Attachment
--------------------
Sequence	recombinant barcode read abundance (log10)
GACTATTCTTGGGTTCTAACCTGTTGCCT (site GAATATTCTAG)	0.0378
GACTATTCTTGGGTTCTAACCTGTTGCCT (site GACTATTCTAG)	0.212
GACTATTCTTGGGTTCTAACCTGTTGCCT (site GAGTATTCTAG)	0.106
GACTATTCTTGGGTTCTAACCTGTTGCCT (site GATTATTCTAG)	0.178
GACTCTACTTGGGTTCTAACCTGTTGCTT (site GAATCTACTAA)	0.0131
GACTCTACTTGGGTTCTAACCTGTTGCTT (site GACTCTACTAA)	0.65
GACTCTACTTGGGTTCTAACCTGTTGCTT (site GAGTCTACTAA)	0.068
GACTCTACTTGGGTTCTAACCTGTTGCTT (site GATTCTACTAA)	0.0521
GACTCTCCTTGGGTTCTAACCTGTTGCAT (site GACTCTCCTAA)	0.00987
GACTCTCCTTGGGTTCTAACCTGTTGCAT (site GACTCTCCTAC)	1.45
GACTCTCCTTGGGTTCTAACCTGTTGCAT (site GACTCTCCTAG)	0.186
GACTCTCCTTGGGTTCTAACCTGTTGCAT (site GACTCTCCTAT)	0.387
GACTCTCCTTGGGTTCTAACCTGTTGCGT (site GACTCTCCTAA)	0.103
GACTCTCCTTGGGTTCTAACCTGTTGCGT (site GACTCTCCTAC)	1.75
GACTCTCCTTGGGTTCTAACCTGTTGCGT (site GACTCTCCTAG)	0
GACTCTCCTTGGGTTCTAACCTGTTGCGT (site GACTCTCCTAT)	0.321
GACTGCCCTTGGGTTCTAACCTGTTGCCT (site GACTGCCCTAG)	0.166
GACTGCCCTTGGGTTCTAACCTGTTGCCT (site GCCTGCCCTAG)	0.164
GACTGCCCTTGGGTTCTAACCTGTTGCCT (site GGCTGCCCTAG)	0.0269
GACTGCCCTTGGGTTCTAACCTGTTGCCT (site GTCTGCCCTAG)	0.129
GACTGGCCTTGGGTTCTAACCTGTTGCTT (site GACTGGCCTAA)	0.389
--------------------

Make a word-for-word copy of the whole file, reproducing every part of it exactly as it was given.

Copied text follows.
Sequence	recombinant barcode read abundance (log10)
GACTATTCTTGGGTTCTAACCTGTTGCCT (site GAATATTCTAG)	0.0378
GACTATTCTTGGGTTCTAACCTGTTGCCT (site GACTATTCTAG)	0.212
GACTATTCTTGGGTTCTAACCTGTTGCCT (site GAGTATTCTAG)	0.106
GACTATTCTTGGGTTCTAACCTGTTGCCT (site GATTATTCTAG)	0.178
GACTCTACTTGGGTTCTAACCTGTTGCTT (site GAATCTACTAA)	0.0131
GACTCTACTTGGGTTCTAACCTGTTGCTT (site GACTCTACTAA)	0.65
GACTCTACTTGGGTTCTAACCTGTTGCTT (site GAGTCTACTAA)	0.068
GACTCTACTTGGGTTCTAACCTGTTGCTT (site GATTCTACTAA)	0.0521
GACTCTCCTTGGGTTCTAACCTGTTGCAT (site GACTCTCCTAA)	0.00987
GACTCTCCTTGGGTTCTAACCTGTTGCAT (site GACTCTCCTAC)	1.45
GACTCTCCTTGGGTTCTAACCTGTTGCAT (site GACTCTCCTAG)	0.186
GACTCTCCTTGGGTTCTAACCTGTTGCAT (site GACTCTCCTAT)	0.387
GACTCTCCTTGGGTTCTAACCTGTTGCGT (site GACTCTCCTAA)	0.103
GACTCTCCTTGGGTTCTAACCTGTTGCGT (site GACTCTCCTAC)	1.75
GACTCTCCTTGGGTTCTAACCTGTTGCGT (site GACTCTCCTAG)	0
GACTCTCCTTGGGTTCTAACCTGTTGCGT (site GACTCTCCTAT)	0.321
GACTGCCCTTGGGTTCTAACCTGTTGCCT (site GACTGCCCTAG)	0.166
GACTGCCCTTGGGTTCTAACCTGTTGCCT (site GCCTGCCCTAG)	0.164
GACTGCCCTTGGGTTCTAACCTGTTGCCT (site GGCTGCCCTAG)	0.0269
GACTGCCCTTGGGTTCTAACCTGTTGCCT (site GTCTGCCCTAG)	0.129
GACTGGCCTTGGGTTCTAACCTGTTGCTT (site GACTGGCCTAA)	0.389